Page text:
Its exact history is unknown. Some claim that it emerged after the Second World War (Gee, 2016). Gee (2016) observes that Verlan’s original use was to provide secret words for controversial topics such as drugs and sex, but that its usage has grown exponentially in the last few decades and encompasses a wide range of vocabulary. It gained popularity during the 1980s and 1990s, which may be attributed to the age of second and third-generation African migrants. France saw a major influx of migration from its (former) colonies during the 1960s (McDonald, 1969). The 1980s and 1990s would mark teenagerhood for those born in France between the 1960s and 1980s, who would by this era be likely users of slang.

The French language has produced other types of complex slang including javanais[6] which includes using extra syllables in standard French words to throw off any eavesdroppers. The French slang known as louchébem bears partial resemblance to verlan, with some records suggesting it dates back to 1821 in the Brest prison in Brest, western France (Robert L’Argenton, 1991, p. 114). With its origins seemingly as a prison slang, it is possible that it was used by prisoners who did not want any listeners fully understanding their conversations. « Louchébem » is a scramble of the French word « boucher[7] » with extra syllables added in true louchébem fashion (Robert L’Argenton, 1991, p. 114). For a while, this led people to believe that it was created by Parisian butchers who used a similar slang to louchébem (Robert L’Argenton, 1991, p. 114). The main principle of these slangs was adding or substituting letters or sound clusters in mainstream French words, to create a new form of speech that outsiders would not understand. A further example of louchébem being used as a secret language is through its usage by younger members of the French Résistance during the Second World War and during the Nazi occupation of France (Instant City, n.d., para. 8). Whilst it is unknown why louchébem fell out of use, it is possible that it could be due to its increasing popularity and thus increasingly mainstream nature. French Resistance member and broadcaster for BBC Services Londres during the Second World War and later humourist, Pierre Dac, is known for popularising louchébem words such as « loufoque[8] » from « fou[9] ». The word loufoque entered mainstream French and was included in the ninth edition of the dictionary by the Académie Française (Dictionnaire de l’Académie française, n.d.).

Evidence that verlan is a countercultural linguistic tool is evident through the use of double verlan or « veul ». This has often occurred once an original verlan word has entered mainstream usage. This enables the continuation of verlan and will theoretically stop it from having the same ending as louchébem. Double verlan takes original verlan words, such as « meuf » and « beur ». « Meuf » originates from the word « femme » to mean “woman”. The word « meuf » has since been used in many popular culture outlets, including in films, popular music, modern literature, and even through journalism. Originally it was used to describe a woman who was perceived as sexually attractive, although according to (2019), it has been reclaimed by women who use it to refer to female friends. « Meuf » has since gone through the process of double verlan and has been inversed again as « feumeu ». The connotations and usage of « meuf » and « feumeu » appear to be the same, thus its process of being double verlanised is seemingly to reinstate the secrecy and countercultural inaccessibility of verlan words. « Beur » derived from “arabe” is another example of this. « Beur » for masculine and often « beurette » for feminine, typically refers to those of Maghrebi origins. The term has become increasingly utilised not just throughout France but also throughout Europe in countries with large Maghrebi populations. « Beur » was inversed again during the 1990s as « rebeu » which is only used in the masculine form. « Beur », whilst recognised as being an informal or familiar word, is used throughout mainstream French media. It has also been used pejoratively as a slur for Maghrebis although its origin was seemingly not to be an offensive term. A local radio station, Beur FM, originated in 1989, with the majority of broadcasts in French but also with many in Maghrebi Arabic and Berber languages (Achoui-Lesage, 2015). It is sensible to assume that due to the rising awareness of the word beur through Beur FM, the media, and popular culture, the inversion took place to act as a countercultural confusion once again to the mainstream masses. Verlan is unlikely to become extinct as louchébem was more of an underground slang which did not reach the same level of exposure as verlan. Therefore, it can be inferred that the double inversion takes place to maintain the countercultural identity of verlan and its users.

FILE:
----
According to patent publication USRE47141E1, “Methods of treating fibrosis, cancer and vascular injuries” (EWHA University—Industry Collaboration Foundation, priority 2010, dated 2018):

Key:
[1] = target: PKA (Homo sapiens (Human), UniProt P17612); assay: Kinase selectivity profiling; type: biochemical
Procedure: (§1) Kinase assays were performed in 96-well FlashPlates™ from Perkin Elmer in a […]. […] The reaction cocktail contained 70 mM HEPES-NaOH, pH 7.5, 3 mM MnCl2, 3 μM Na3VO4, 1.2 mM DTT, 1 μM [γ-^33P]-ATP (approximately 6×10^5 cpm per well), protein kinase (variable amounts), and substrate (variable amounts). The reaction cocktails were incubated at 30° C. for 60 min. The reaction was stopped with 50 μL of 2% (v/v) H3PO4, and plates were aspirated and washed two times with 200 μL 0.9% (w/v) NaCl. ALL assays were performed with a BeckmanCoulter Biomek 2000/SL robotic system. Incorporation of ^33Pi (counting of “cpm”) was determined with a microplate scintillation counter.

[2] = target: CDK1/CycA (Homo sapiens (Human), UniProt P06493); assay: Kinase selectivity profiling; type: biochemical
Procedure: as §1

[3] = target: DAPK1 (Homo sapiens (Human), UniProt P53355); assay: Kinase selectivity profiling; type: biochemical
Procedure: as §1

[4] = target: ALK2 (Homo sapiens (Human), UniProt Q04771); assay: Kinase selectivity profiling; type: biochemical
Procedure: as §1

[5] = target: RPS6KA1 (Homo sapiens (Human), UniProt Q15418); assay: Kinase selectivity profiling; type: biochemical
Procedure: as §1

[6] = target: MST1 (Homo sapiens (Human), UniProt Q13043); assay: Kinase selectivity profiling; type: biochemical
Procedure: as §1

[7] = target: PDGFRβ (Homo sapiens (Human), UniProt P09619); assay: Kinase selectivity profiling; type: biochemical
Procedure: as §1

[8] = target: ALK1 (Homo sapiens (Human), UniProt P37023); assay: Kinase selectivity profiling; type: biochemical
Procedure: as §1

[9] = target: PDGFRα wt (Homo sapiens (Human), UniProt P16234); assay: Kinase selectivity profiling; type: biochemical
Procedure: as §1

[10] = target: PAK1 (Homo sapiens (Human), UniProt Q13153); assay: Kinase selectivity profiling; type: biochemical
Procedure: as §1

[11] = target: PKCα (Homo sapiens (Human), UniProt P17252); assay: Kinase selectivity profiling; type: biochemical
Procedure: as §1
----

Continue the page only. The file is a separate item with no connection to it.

Where is verlan spoken?

Verlan originated in the Parisian banlieues or projects. The term « banlieue » is often translated into English to mean “suburb.” Whilst this is correct, a large cultural significance is attached to the French word. As MacCumber (2017, p. 5) notes, the English word “suburb” often produces the idea of a safe, wealthy neighbourhood in close proximity to a metropolitan area; whereas banlieue refers to suburbs which are comparable to “inner-city” dwellings. Often made up of cheaply constructed high rise tower blocks, high levels of crime, and high migrant and working-class populations, the banlieues are almost a direct juxtaposition to English language’s idea of the suburbs.